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I keep a small, lidded container in the kitchen for food scraps, and I take it out to the compost tumbler every day or every other day, when it's full.

I have been composting for about a year now and I just added my third tumbler! Two tumblers was ok, however I had to empty and store the finished compost when the 2nd one filled up. Now I have a great set up, 1 is finished, 1 is cooking, 1 is being filled.

I am happy with the small tumblers. I give them a spin and poke around to mix the contents and monitor progress every 1-2 days. I'm using small ones because I want to able to turn and move them myself, even when they are nearly full. One thing I have enjoyed about setting up our garden and composting system is doing the research and experimenting to find out what works for my abilities, budget, space and time. It has been v helpful to read gardening forums and get input from friends as I go.

The best part is that our food and paper waste is significantly reduced, I am using our own compost rather than buying it. We're eating more healthfully and enjoying our home more with a beautiful garden to work in. :D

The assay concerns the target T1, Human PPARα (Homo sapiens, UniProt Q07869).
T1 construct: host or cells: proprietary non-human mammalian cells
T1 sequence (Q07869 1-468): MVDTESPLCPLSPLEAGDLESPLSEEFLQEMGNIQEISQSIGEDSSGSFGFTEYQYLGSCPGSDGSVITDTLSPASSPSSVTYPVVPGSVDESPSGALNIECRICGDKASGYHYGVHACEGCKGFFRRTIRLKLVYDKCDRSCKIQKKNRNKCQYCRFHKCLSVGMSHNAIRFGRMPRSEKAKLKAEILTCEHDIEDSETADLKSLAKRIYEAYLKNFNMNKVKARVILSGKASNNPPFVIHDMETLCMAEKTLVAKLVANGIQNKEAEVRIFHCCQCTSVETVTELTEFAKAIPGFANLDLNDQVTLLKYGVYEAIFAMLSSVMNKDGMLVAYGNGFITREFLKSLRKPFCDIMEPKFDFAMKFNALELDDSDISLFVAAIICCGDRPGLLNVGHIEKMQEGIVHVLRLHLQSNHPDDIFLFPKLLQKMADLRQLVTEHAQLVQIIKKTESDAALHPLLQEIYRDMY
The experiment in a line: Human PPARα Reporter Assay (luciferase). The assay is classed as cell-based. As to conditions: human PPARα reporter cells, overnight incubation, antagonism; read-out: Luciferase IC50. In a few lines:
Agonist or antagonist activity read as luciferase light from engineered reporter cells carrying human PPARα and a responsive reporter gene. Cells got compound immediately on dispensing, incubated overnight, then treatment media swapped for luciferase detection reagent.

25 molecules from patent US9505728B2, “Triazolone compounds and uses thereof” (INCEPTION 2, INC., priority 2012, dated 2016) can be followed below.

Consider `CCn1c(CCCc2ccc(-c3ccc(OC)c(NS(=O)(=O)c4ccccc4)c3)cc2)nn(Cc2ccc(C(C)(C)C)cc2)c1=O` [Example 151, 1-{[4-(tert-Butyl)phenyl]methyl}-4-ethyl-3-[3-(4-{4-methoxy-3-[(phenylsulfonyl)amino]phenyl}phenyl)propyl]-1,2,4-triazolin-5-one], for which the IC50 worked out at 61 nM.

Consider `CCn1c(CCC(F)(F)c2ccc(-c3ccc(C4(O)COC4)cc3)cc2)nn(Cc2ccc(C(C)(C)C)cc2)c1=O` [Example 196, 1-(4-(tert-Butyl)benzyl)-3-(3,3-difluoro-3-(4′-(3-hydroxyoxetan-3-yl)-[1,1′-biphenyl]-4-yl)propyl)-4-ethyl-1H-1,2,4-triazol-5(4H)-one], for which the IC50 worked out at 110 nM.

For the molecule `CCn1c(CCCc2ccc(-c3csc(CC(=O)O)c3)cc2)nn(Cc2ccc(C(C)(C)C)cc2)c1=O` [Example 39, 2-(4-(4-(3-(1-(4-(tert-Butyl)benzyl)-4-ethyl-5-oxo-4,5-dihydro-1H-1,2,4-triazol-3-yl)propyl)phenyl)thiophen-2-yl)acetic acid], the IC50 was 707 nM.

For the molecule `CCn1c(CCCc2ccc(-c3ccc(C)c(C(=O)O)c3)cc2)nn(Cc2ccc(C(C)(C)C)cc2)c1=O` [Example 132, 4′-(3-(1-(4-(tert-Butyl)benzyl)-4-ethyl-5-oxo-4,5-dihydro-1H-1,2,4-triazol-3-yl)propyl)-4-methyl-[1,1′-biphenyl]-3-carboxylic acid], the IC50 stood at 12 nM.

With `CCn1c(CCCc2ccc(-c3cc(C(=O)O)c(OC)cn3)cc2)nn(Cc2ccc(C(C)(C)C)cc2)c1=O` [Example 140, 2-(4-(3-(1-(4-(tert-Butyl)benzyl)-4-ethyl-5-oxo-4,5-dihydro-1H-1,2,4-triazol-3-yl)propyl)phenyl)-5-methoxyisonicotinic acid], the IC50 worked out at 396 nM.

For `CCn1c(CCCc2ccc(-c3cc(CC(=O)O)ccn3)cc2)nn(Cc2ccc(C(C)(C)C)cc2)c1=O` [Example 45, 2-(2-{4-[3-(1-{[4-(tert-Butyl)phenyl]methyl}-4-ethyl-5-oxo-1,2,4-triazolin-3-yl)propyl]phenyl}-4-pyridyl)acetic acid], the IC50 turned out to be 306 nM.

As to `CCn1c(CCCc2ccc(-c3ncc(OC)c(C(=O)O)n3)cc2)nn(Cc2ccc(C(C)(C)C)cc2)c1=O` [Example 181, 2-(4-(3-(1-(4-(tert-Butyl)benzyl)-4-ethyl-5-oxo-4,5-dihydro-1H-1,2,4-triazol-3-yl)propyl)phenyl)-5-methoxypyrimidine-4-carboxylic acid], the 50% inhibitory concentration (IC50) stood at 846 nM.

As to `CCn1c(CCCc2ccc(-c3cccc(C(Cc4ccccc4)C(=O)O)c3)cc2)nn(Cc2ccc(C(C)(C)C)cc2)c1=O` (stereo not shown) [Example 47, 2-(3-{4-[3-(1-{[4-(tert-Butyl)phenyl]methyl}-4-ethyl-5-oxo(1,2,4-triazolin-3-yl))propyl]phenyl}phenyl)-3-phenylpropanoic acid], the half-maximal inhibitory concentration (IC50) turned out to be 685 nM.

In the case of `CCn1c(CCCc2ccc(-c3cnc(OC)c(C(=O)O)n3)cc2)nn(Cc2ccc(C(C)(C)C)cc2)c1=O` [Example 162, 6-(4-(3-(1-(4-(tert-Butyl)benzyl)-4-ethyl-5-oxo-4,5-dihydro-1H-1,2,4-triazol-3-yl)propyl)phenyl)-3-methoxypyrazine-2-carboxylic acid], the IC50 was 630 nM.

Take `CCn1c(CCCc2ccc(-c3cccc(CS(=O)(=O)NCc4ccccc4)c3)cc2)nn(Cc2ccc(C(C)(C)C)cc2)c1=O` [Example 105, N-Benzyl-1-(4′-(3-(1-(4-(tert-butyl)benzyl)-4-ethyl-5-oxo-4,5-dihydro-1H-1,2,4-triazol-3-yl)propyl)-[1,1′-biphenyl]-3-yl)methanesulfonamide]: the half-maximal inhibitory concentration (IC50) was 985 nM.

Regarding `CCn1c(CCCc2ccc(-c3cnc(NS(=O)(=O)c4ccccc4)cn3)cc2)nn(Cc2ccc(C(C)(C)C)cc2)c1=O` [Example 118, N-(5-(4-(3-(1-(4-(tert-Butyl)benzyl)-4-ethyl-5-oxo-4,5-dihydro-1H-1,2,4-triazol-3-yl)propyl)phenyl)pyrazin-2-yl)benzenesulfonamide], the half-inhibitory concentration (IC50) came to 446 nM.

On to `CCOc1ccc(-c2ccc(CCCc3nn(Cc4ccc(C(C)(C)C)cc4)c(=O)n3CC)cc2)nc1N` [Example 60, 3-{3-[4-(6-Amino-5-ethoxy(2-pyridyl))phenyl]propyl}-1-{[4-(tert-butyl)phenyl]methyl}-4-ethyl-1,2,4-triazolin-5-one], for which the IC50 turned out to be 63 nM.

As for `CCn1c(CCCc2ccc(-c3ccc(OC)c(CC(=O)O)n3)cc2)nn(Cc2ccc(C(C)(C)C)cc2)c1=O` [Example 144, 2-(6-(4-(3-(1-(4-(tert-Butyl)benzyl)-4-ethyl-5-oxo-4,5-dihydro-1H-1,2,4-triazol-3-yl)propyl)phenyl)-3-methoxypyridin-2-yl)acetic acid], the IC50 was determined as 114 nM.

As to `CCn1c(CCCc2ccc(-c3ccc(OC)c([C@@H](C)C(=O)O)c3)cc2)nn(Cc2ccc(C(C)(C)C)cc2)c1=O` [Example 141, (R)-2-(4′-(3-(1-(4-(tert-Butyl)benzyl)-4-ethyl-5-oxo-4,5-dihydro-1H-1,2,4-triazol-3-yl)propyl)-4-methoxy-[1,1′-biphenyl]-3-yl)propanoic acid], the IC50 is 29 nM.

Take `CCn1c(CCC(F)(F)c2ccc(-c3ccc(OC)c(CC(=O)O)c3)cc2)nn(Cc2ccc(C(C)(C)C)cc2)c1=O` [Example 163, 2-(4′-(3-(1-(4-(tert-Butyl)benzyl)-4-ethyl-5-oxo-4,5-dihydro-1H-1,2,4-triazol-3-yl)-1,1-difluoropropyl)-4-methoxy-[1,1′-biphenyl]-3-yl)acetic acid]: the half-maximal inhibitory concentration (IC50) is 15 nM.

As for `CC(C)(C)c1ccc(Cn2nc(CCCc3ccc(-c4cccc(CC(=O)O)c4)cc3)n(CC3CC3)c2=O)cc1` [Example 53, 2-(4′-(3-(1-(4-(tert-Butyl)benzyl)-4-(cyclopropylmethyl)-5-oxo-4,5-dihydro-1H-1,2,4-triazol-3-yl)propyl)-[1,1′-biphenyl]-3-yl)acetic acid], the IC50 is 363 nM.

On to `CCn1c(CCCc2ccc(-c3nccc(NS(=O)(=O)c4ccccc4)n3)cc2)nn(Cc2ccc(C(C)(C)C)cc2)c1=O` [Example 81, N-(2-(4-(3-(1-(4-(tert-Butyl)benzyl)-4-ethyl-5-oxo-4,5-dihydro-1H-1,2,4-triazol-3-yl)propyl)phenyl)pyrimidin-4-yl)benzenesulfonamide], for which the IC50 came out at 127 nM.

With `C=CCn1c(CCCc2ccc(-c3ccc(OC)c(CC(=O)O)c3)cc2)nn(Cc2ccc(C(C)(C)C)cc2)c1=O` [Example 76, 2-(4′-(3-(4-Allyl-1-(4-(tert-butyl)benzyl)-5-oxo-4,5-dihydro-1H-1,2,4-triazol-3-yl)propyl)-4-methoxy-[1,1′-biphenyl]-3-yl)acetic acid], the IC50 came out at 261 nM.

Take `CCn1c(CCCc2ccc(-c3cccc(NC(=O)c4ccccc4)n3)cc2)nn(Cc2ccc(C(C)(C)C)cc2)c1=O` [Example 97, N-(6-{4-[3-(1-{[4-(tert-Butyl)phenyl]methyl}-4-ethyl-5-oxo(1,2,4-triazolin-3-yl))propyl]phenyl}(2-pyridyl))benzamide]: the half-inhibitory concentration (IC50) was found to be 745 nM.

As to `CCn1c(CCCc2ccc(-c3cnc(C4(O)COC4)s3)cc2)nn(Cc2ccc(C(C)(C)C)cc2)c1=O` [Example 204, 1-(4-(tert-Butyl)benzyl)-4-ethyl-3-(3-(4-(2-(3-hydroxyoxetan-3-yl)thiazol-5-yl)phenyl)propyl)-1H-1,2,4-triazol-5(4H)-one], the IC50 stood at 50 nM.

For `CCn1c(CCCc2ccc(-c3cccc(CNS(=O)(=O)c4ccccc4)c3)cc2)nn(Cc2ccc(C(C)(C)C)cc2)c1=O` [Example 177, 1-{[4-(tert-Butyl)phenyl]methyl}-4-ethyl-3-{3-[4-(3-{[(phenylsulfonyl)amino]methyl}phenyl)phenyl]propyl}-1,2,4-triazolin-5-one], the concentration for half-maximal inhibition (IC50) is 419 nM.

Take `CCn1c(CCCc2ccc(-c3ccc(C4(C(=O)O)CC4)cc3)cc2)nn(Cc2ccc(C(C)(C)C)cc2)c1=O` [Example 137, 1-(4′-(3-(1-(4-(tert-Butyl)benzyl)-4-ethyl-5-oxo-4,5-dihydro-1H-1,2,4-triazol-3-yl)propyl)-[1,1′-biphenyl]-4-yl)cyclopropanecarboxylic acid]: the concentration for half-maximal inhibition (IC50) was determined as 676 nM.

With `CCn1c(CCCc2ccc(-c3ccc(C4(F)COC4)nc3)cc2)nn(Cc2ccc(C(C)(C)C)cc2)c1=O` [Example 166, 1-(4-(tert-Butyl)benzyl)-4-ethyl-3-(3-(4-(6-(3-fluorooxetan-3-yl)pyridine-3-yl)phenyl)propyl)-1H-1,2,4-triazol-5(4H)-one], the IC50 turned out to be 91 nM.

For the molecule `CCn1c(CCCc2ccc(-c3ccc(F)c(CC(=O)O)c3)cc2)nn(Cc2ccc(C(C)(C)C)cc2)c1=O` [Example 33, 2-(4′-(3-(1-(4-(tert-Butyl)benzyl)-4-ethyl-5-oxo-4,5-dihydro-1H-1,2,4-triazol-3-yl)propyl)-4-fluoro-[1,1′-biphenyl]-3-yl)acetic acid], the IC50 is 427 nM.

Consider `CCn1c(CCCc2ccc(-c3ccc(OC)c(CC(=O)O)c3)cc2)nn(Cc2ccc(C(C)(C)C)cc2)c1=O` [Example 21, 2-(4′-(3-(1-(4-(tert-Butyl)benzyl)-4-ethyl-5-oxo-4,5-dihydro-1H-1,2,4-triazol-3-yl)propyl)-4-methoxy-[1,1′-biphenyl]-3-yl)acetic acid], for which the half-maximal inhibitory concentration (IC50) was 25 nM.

estorms
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Nobody wants to see maggots. If you don't have meat or dairy products in your compost pile, you shouldn't have any. Seafood shells will attract flies. I keep those in the freezer until I hear the garbage truck coming. My neighbors chickens visit my compost pile regularly, so I have never had to deal with an infestation. I keep a margarine tub on the counter and empty it every one or two days.

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applestar
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Are you saying you don't put seafood shells in the compost pile? :shock:

Since crustacean shells are composed of chitin and so are insect exoskeleton, my understanding is that crustacean compost is an excellent amendment for the garden for increasing microbiology that uses chitin as food source. (think exoskeleton disease for the bugs). Not only that, but the seafood is an excellent source of variety of important plant nutrients.

Lobster of Maine/Master Gardener brand (Gardener's Gold, BumperCrop) uses composted lobster remains in their bagged compost, garden soil amendment, and organic potting soil.